Charles Xavier has been dead for some time now and while that’s not new ground for a comic book character, it is notable just how long he’s been departed. It was way back in the quaint year of 2012 when Charles was killed by a Phoenix-possessed Scott Summers. Since then, his spirit has been wandering around various spirit realms. Now, however, Charles is back in the world of the living, having possessed the body of Fantomex. While the rebirth of Charles Xavier sounds like a good thing, it’s also important to remember that rarely does someone coming back from the dead a work out for the best. Continue reading

Color and Foreshadowing in Astonishing X-Men 6

by Patrick Ehlers

This article contains SPOILERS. If you haven’t read the issue yet, proceed at your own risk!

Patrick: Over the weekend, a friend who had fallen out of comics asked me how the Iron Man comics were these days. He was last reading like four years ago, when Kieron Gillen was writing about the secret origin of Tony Stark. Between the Tony Stark A.I., Riri Williams, and a reformed Doctor Doom, I realized it was almost impossible to walk him through all of it in any meaningful way. I mean, just explaining how / why Doom could be a good guy requires briefing him on all of Jonathan Hickman’s Avengers and Secret Wars run. And in summary, it all sounds nuts — like the ramblings of a lunatic — but the moment-to-moment fireworks display that brought us to that point was exciting, compelling, and fun. That’s exactly what we get in Astonishing X-Men, a technicolor extravaganza content to sell the spectacle of the moment over the logic of the scene. But, man: what a spectacle it is! Continue reading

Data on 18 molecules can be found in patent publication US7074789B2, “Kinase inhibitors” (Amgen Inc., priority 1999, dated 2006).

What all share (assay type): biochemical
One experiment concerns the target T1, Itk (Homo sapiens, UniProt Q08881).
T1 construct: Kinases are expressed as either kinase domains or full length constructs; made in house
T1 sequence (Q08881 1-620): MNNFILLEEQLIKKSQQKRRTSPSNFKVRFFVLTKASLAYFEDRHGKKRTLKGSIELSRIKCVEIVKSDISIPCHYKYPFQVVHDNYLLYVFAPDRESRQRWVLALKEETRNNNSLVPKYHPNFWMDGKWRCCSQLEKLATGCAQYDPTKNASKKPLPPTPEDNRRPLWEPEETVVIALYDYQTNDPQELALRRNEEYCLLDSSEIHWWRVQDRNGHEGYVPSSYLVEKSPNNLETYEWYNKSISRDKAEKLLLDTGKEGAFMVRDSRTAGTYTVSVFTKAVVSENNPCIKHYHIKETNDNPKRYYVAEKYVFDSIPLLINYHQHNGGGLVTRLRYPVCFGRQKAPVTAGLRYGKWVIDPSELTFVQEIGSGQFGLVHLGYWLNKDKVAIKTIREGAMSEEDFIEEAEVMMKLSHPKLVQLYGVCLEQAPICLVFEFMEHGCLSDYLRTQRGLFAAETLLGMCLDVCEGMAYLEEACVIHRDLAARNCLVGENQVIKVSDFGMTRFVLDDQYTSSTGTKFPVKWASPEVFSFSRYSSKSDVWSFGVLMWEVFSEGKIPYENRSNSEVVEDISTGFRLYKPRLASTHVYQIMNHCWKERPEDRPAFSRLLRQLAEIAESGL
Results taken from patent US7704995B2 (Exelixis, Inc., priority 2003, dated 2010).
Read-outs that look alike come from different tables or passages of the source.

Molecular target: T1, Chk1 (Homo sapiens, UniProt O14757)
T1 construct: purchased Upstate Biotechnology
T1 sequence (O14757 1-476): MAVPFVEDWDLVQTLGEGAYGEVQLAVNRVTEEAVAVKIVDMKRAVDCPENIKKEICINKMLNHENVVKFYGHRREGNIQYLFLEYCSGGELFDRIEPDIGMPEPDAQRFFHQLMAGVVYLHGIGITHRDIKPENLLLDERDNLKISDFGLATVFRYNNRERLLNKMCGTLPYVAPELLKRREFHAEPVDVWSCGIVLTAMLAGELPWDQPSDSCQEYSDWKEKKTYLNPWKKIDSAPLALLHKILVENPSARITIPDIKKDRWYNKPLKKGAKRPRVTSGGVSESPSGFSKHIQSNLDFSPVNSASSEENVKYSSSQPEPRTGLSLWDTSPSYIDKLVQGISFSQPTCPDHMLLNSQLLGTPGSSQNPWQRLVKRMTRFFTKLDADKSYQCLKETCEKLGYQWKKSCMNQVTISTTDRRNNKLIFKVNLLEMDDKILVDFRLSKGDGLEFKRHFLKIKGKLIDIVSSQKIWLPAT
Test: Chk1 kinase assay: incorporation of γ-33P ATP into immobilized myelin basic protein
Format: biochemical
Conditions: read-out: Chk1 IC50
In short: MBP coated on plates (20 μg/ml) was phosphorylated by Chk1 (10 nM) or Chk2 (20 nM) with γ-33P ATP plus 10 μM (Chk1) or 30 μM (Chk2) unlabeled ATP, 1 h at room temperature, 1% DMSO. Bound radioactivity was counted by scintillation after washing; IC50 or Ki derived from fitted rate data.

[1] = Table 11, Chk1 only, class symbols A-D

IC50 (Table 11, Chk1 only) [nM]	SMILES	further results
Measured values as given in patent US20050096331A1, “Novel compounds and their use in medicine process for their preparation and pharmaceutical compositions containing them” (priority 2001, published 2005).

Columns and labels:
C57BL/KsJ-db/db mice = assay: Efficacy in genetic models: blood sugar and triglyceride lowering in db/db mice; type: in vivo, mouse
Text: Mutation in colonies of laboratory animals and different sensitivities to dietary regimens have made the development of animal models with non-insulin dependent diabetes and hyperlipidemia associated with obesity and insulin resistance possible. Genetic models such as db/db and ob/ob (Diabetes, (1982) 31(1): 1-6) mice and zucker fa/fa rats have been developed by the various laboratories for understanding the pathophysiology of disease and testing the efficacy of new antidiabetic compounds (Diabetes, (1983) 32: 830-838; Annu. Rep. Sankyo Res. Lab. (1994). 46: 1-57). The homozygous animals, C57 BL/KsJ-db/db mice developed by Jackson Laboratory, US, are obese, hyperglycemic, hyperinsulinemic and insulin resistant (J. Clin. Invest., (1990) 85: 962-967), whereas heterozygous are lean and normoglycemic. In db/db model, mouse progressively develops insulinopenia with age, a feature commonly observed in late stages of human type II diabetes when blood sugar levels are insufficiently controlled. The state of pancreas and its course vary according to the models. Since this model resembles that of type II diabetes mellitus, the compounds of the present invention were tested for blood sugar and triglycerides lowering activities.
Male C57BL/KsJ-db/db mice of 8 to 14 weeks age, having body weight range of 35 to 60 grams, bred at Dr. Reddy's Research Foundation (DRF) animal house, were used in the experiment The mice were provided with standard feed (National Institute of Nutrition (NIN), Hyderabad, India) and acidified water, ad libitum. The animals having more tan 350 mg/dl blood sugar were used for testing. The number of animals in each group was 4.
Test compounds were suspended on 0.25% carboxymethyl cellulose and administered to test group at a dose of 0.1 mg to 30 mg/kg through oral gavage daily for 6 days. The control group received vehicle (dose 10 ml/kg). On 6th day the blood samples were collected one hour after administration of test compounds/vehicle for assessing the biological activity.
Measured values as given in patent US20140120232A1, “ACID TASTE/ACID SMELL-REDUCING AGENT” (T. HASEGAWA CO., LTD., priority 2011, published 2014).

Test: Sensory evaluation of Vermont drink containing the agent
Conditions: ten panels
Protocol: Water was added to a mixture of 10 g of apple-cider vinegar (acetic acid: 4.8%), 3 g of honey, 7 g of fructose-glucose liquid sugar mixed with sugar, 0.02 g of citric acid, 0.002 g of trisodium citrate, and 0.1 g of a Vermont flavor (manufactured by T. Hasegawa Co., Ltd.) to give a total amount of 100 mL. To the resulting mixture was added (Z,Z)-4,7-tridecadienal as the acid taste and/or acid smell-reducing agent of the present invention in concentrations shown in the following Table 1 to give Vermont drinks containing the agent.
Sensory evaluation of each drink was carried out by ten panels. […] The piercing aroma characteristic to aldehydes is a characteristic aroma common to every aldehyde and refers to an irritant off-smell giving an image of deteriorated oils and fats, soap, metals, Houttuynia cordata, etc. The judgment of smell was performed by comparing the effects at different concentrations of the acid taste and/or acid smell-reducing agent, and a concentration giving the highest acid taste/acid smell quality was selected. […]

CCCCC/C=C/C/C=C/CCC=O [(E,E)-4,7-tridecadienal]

E is for Extinction 4

Alternating Currents: E is for Extinction 4, Drew and Patrick

Today, Drew and Patrick are discussing E is for Extinction 4, originally released September 30th, 2015. This issue is a Secret Wars tie-in. For more Secret Wars coverage from the week, check out our Secret Wars Round-Up!

secret wars div

Drew: Do you ever hate movies for ruining a good premise? Like, not just for failing to live up to the potential they had, but for poisoning that premise for anyone else. You might have an interesting story where plants conspire to wipe out humanity, but the only thing anyone will see when they look at it is The Happening. A similar phenomenon can happen with smaller details, from memorable character names to meet-cutes to death scenes, that, for one reason or another, are so strongly associated with a crummy piece of art that it’s difficult to repeat. X-Men: The Last Stand is one such piece of crummy art, yet E is for Extinction 4 aims to reclaim many of the moments it had soiled. That’s an unexpected windmill to tilt at, but the more surprising fact is that the issue largely succeeds in winning those moments back. Continue reading

Uncanny X-Men 32

uncanny xmen 32

Today, Taylor and Michael are discussing Uncanny X-Men 32, originally released March 25th, 2015.